Wednesday, December 7th, 2016 | By: Mike Donahue

Five Leadership Lessons Learned in November

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November was a memorable month due to events that occurred both on the national stage and inside my leadership peer groups.

These events reinforced five leadership lessons that I believe are worth revisiting. The first one of the five reminds us of the importance of emotions in creating a motivating, envisioned future; the remaining four describe defense mechanisms we use to distance ourselves from full awareness of disagreeable thoughts, feelings and behaviors. Being aware of them helps us deal with them more effectively.

1.) A compelling vision can make the underdog the big dog. I am amazed by the number of smart people who fail to offer a compelling reason to work for them, vote for them or buy their products. If you can’t elicit positive emotions in others when you tell your story, you’ll never win their hearts. Emotions trump facts and figures every time.

2.) Reality testing. In his book Good to Great, Jim Collins calls it “facing the brutal facts.” People who study emotional intelligence call it reality testing. Whatever you call it, powerful leaders don’t stick their heads in the sand and ignore what the facts are telling them; they understand that hubris blinds. They face reality and change plans, even when it’s difficult or painful.

3.) Driving to Abilene. Jerry Harvey first defined the Abilene Paradox way back in 1974. It describes a family’s failure to communicate how they truly feel about taking a 50-minute drive in an un-air-conditioned car on a hot summer day in West Texas. The moral of the story is that you must speak up; it’s nonsensical to go with the flow if you don’t agree. It’s a lesson we learned as children from Hans Christian Andersen’s fable The Emperor’s New Clothes, and yet as adults, we go along to get along. This reluctance to speak up facilitates group think and leads to bad decisions like New Coke.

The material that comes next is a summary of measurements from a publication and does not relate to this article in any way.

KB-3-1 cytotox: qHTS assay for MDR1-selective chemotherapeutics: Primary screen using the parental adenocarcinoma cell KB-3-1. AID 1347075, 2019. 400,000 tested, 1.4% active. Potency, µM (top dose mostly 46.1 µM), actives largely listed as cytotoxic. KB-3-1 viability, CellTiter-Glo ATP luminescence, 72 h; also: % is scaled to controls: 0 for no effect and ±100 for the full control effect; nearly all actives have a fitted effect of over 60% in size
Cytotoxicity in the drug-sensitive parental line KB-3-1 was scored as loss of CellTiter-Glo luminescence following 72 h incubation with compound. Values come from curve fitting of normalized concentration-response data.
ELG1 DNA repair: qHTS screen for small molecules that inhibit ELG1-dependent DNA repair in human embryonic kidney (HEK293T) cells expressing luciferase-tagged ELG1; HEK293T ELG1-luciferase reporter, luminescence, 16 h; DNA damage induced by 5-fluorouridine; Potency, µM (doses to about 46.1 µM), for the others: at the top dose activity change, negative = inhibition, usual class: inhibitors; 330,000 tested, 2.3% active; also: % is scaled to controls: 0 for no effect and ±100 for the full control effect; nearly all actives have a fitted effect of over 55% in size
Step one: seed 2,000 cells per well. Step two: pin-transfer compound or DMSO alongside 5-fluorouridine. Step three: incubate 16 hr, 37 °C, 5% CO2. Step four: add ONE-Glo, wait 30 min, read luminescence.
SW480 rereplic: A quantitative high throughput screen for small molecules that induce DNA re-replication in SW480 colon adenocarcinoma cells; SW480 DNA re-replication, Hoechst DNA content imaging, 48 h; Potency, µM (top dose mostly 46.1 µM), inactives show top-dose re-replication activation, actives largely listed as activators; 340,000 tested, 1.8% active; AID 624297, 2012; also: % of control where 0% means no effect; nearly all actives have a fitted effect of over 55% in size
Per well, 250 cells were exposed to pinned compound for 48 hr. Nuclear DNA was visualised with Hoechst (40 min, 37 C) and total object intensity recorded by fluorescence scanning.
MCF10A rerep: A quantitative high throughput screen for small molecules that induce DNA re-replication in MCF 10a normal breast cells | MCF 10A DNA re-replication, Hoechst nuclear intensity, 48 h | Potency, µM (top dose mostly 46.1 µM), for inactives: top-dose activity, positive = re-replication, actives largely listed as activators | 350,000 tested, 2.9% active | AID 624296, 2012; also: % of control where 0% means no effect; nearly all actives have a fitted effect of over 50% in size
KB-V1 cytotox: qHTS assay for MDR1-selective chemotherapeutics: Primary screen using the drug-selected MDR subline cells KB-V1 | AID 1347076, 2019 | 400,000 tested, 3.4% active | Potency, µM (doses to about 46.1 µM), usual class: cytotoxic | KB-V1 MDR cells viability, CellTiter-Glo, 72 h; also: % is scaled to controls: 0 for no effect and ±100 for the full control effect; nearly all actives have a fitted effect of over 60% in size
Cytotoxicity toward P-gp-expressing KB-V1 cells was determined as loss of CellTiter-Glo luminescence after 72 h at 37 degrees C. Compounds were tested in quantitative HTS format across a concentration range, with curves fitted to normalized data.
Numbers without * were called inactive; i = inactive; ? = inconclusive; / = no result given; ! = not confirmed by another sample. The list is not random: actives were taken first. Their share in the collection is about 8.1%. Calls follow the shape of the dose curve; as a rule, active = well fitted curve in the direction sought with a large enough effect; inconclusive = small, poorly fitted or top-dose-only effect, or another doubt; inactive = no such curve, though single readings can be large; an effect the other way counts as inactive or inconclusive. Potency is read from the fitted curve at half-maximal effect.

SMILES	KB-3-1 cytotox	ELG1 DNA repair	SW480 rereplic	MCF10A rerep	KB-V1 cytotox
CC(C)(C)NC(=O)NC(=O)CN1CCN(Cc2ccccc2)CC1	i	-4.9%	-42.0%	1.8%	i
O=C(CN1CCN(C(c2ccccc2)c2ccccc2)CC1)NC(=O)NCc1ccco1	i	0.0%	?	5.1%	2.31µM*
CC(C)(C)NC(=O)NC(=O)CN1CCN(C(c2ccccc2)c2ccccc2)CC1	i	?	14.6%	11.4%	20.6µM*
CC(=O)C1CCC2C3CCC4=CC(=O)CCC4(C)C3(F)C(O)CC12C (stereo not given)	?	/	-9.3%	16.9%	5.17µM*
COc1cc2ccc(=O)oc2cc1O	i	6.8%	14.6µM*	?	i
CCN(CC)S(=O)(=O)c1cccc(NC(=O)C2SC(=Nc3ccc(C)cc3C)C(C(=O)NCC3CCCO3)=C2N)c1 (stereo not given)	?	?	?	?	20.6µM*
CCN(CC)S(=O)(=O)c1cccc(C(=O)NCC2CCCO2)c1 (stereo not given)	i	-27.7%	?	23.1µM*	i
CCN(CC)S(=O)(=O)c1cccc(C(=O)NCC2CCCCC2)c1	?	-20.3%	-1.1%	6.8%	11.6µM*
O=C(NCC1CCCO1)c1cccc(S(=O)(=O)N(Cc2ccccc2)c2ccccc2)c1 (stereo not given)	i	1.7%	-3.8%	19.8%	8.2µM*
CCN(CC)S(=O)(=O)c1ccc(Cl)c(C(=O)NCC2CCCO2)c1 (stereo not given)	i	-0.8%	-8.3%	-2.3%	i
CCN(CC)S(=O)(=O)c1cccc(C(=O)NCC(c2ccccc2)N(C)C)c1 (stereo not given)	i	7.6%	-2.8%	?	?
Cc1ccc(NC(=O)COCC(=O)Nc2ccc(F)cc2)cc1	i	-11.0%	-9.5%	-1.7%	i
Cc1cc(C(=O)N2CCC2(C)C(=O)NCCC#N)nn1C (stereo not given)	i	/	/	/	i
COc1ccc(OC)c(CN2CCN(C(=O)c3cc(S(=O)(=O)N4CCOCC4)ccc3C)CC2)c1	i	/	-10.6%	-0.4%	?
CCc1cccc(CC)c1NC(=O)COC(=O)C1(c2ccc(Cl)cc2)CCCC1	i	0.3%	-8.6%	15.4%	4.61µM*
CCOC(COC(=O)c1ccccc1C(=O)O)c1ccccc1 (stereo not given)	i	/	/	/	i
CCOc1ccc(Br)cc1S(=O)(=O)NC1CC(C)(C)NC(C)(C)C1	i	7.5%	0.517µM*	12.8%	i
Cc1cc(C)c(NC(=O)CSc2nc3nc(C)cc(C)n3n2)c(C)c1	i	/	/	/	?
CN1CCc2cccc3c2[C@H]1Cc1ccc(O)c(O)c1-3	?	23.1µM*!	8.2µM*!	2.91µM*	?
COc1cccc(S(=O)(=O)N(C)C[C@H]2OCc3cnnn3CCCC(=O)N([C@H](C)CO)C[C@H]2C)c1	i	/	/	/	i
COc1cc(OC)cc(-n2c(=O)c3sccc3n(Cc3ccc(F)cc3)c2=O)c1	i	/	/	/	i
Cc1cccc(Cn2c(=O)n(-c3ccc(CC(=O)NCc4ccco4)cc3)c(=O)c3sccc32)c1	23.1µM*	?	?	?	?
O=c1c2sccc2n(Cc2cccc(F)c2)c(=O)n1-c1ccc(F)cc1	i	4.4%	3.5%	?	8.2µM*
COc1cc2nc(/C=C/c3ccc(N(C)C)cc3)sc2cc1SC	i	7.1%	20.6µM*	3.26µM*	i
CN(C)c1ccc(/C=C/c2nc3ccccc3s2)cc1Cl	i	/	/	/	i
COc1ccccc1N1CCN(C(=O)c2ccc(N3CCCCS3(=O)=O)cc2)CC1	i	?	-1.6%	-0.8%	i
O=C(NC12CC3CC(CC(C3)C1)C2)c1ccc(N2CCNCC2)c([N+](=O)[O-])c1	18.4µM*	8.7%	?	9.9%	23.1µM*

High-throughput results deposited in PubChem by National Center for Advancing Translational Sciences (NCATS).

4.) Easy vs. Pt. Crisis. If you have a difficult issue to confront, it’s best to do so early, before it grows into a big, gnarly issue. Address it without delay, at point easy rather than wait to address it at point crisis.


5.) Unintended consequences. If you’ve studied economics, you’ve learned about unintended consequences. It’s the arrogance of thinking that the only consequence of an action is the one you intended. Failing to ask, “What other consequences (results) might my action trigger?” is short sited and a failure of leadership.

That’s it; short and sweet. Happy holidays.

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